I've seen surprisingly few diaries on DU here, so I thought I'd write one, partially also because I'm trying to work through my own thoughts. It's worthy of reflection simply because it will probably be the most popular film about slavery of all time. But it's doubly worthy of reflection because, as I think most people will realize, it's one of the most thoughtless films about slavery of all time. What does it mean about us that we, as a culture, are only able to encounter slavery through a film like this--that purifies us of our sins through a massacre that never can happen; and that leaves the audience without any awareness of their own contemporary participation in the effects of slavery? Anyway, I have three thoughts, I'd love to hear everyone else's too:
1. I'm realizing that I can't critique Django Unchained without sounding highbrow, which I try not to do. But that's what's interesting. It's more fun than I've seen in awhile, and yet as one of the few movies that tackles slavery, it obviously contributes nothing to thinking about it, questioning it, "coming to grips with it." As a historical film it's a massive failure, as a pop film it's a massive success--and maybe that's the essence of pop art, that it hovers gleefully, though terrifyingly autonomous, outside of any reflection on history, actuality, etc. So any criticism of Django Unchained would have to begin by denying what it is--pop art, which is unfair. The fact that the comprehension of slavery and its effects is so impoverished--by whites and blacks--really can't be blamed on a movie like this; it's more a failure of non-pop-art culture.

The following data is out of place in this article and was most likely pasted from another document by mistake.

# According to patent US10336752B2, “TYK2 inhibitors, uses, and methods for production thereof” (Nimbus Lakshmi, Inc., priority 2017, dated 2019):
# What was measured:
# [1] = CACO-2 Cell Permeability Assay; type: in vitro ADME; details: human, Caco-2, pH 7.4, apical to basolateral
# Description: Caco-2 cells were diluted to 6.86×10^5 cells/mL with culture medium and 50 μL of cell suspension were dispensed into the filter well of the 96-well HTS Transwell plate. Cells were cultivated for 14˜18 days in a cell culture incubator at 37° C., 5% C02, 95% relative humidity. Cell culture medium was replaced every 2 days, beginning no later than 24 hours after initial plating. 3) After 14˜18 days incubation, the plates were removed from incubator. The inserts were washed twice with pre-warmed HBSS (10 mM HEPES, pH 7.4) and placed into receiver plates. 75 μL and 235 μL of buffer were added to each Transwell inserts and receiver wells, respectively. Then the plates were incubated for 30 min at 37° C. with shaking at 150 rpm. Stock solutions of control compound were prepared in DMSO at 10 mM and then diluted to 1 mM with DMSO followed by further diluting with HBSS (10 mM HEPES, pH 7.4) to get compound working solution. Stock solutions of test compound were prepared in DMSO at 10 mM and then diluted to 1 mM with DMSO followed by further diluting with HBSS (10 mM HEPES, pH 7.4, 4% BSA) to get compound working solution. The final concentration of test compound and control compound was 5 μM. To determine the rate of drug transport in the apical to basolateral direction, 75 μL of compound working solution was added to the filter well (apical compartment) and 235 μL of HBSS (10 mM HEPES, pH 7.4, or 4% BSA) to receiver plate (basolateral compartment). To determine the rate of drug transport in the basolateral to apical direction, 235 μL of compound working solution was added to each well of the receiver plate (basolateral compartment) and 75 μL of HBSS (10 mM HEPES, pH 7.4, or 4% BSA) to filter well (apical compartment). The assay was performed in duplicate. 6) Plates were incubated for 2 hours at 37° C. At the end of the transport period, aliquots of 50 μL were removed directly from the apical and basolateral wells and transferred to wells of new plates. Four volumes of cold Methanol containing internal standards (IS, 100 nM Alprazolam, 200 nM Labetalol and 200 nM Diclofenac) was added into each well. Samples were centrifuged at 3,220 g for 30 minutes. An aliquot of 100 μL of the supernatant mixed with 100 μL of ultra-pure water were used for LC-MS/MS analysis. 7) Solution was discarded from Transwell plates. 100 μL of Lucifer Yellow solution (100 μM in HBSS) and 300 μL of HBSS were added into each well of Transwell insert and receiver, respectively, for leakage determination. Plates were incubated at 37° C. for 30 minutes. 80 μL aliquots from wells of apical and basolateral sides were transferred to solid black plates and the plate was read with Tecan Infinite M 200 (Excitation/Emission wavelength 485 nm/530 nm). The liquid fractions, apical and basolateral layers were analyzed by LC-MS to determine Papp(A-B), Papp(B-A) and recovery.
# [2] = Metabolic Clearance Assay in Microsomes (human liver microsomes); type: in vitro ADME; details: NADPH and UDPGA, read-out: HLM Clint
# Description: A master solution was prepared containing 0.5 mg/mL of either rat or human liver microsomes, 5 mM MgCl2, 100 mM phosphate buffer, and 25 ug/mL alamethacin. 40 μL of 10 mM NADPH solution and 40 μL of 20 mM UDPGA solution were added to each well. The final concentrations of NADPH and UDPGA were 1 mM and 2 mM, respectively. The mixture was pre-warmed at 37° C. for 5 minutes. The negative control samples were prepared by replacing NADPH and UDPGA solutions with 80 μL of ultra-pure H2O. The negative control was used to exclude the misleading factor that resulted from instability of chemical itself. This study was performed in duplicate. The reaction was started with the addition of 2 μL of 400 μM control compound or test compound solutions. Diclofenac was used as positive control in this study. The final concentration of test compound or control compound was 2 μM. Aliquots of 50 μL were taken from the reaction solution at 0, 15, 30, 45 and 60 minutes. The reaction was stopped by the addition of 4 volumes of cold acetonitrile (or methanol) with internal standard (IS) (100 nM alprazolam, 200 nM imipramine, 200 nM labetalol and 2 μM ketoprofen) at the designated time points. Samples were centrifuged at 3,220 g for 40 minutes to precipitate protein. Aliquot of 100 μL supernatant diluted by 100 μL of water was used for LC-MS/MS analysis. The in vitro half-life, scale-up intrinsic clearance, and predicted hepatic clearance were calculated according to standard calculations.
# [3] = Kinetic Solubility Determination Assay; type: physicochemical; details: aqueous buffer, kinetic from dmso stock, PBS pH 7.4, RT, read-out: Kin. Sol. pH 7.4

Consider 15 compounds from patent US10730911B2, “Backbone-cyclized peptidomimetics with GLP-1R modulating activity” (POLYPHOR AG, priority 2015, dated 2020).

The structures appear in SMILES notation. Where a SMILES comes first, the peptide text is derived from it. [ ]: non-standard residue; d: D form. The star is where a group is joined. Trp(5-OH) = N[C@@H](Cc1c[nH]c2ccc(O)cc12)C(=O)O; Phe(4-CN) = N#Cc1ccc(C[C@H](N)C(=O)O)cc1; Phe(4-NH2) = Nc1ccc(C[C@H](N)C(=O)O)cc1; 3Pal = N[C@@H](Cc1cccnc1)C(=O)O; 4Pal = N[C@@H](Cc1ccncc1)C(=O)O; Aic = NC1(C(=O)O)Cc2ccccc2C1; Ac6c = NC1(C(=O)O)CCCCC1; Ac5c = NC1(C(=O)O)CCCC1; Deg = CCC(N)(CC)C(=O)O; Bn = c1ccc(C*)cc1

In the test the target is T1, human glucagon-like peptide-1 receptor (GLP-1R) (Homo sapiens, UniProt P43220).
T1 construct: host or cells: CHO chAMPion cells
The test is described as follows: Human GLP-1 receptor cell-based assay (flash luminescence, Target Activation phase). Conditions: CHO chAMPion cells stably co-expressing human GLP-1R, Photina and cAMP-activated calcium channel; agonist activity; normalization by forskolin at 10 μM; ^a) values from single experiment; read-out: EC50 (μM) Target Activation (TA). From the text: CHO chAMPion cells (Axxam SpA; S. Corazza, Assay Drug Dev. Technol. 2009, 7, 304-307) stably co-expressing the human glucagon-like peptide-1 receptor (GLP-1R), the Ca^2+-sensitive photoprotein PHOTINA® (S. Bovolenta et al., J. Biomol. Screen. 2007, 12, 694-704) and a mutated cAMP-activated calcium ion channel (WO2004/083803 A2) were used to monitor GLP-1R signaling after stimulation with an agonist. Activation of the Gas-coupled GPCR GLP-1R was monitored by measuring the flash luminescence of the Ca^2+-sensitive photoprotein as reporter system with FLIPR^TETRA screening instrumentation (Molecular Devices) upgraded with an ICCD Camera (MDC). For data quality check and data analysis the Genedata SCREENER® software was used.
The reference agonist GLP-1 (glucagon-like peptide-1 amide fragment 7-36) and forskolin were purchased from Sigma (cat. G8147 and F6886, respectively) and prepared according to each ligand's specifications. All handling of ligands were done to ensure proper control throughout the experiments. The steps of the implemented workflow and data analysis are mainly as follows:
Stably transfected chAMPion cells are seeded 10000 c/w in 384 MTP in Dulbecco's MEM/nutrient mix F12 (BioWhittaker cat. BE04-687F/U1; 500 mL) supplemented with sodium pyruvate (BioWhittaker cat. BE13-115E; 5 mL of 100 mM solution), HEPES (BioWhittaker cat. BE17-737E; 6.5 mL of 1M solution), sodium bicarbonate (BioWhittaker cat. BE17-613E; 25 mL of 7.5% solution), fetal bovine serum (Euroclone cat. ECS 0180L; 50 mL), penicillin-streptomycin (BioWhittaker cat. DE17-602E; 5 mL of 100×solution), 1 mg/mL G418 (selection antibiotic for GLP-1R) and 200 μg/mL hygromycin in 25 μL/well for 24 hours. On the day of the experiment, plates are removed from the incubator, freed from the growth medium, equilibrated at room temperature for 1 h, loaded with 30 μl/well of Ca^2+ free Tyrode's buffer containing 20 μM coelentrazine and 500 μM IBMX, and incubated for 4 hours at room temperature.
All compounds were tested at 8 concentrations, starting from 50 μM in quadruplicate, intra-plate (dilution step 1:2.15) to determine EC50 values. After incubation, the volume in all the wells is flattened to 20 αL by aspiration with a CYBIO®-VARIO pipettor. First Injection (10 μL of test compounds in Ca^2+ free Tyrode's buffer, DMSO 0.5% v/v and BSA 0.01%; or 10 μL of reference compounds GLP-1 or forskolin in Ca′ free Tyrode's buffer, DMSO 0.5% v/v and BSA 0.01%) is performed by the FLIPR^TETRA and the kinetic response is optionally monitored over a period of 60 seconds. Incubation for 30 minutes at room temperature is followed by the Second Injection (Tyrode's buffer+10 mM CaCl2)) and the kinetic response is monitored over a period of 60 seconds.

2. On the other hand, maybe pop-art and its relation to history/actuality can be critiqued. Thinking about seeing the film, I found something terrifying and exhilarating: that here we had, blacks and whites, together, the purest satisfaction, intensely, radically, cathartic, of acquitting ourselves of the sins of the past--of doing justice to the past--practically a holy rite; and yet the substance of that acquittal couldn't have been more empty, more inconsequential. It is premised on forgetting and ignoring our current complicity in slavery, and our current suffering from slavery--the film simply does not implicate the audience as villains or victims, which any "responsible"/non-pop-art film would have to do. So here we have the vibrant reality of a kind of holy, always-wished-for moral purification; and yet it's totally empty: it will be pure illusion, it will change nothing. Perhaps this is pop-art's relationship to history and actuality?
3. For whites, this isn't per se a problem unless one thinks that there is a kind of transcendent guilt that needs to be purified; for blacks this is an enormous issue. I can really only understand this / empathize or have solidarity with this by thinking about my reaction to Inglorious Basterds: there is something beyond sickening in being led to believe, so fabulously and fantastically, that the historical crimes of the holocaust have been repaid. The person who suggests that is showing you absolute contempt; by believing it, you are ceding every bit of mental maturity you have; it is total regression. I wonder whether the black audience, orgasmically cheering at the bloodbath at the end of Django Unchained, is aware of that. I wasn't cheering at the end of Inglorious Basterds.